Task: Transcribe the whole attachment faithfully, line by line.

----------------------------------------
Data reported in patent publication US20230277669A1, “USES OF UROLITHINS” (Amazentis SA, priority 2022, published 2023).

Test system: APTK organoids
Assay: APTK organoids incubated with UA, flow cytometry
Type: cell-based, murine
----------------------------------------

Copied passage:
Data reported in patent publication US20230277669A1, “USES OF UROLITHINS” (Amazentis SA, priority 2022, published 2023).

Test system: APTK organoids
Assay: APTK organoids incubated with UA, flow cytometry
Type: cell-based, murine